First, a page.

As shown by comparisons of 100 mg/kg and 10 mg/kg oral doses and the 10 mg/kg and 1 mg/kg oral doses, W concentrations increased with dose but were not always proportional to dose. At 24 h, W was not completely eliminated at the mid and high doses but returned to baseline levels at the low dose. A statistically significant difference in the W concentrations in plasma compared with whole blood was not observed, indicating that the plasma profile is a good indicator of blood concentrations and that W partitions equally between red blood cells and plasma. The W concentration in each of the rat tissues, with few exceptions, increases at each time point to a maximum at 4 h before becoming greatly reduced at 24 h. Intestine and kidneys at the high dose and femur at the mid-dose have a lower W concentration at 2 than at 1 h, but the concentrations still rose at 4 h before decreasing at 24 h. The other exceptions are intestine at the low dose, which had the highest W concentration at 2 h, and liver at the low dose, which had a steadily decreasing concentration
Endpoint:
basic toxicokinetics
Type of information:
experimental study
Adequacy of study:
supporting study
Reliability:
2 (reliable with restrictions)
Rationale for reliability incl. deficiencies:
comparable to guideline study with acceptable restrictions
Remarks:
Similar to OECD Test Guideline 417 Toxicokinetics-distribution with acceptable deviations.
Objective of study:
distribution
Qualifier:
equivalent or similar to guideline
Guideline:
OECD Guideline 417 (Toxicokinetics)
Version / remarks:
: distribution
Deviations:
yes
Remarks:
: only one dose group used
GLP compliance:
no
Radiolabelling:
no
Species:
mouse
Strain:
other: C57BL/6N
Sex:
female
Details on test animals or test system and environmental conditions:
- Body weight: 18 - 23 g
- Supplier: Hilltop Labs
Route of administration:
intravenous
Vehicle:
other: purified water
Details on exposure:
PREPARATION OF DOSING SOLUTIONS:
- Intravenous dose formulations were prepared on the day of administration by dilution of sodium tungstate dihydrate in purified water; these doses were selected to provide sufficient dose separation for the dose-response analysis of the disposition after oral administration.
- The doses span two log dilutions, and are all well within the tolerable concentration limits for W in rodents.
- Intravenous doses were prepared and at 1 mg/kg; this dose was selected to match the low oral dose.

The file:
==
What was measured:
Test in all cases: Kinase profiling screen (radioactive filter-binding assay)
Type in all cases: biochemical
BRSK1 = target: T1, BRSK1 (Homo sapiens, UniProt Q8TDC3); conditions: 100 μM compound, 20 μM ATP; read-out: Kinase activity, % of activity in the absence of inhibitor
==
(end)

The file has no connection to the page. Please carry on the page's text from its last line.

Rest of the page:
Duration and frequency of treatment / exposure:
single intravenous dose
Remarks:
Doses / Concentrations:
- Intravenous doses were prepared and administered at 1 mg/kg.
No. of animals per sex per dose / concentration:
16 female animals total were administered the single dose. Four animals per time point were sacrificed.
Control animals:
yes
Details on dosing and sampling:
COLLECTION OF SAMPLES:
- Animals were euthanized by an overdose of sodium pentobarbital administered by intraperitoneal injection.
- Plasma and tissues (intestine, liver, kidneys, femur, and uterus) were collected immediately after euthanasia (1, 2, 4, and 24 h after dosing).
- Plasma: blood was collected via cardiac puncture, placed in heparinized containers, and centrifuged at 2000 x g for 20 min.
- Tissues: liver, uterus, intestine (all three sections including contents), femur, and kidneys were harvested, weighed, placed in polypropylene containers, and stored at -70°C.

INSTRUMENTAL ANALYSIS:
- Tungsten concentrations were determined with the use of low-resolution ICPMS following U.S. Environmental Protection Agency method 200.8
- When tissues and plasma were analyzed, the instrument response was recorded in micrograms of W per sample (µg/ sample).
- The data were then divided by the tissue weight to give micrograms of W per gram of tissue (µg/g), which is how the data in the current study are reported.
- In the case of plasma, direct weights were not recorded.
- Whole blood weights were recorded, and the amount of plasma was conservatively assigned a value of 55% of the whole blood weight.
Details on distribution in tissues:
- The liver, kidneys, and femur had a high concentration at 1 hour followed by a steady decrease through 24 hours.
- At 24 hours most of the tissues were very close to or at baseline W levels

- No clinical abnormalities or gross tissue pathology were observed during tissue harvest from any of the studies.

Conclusions: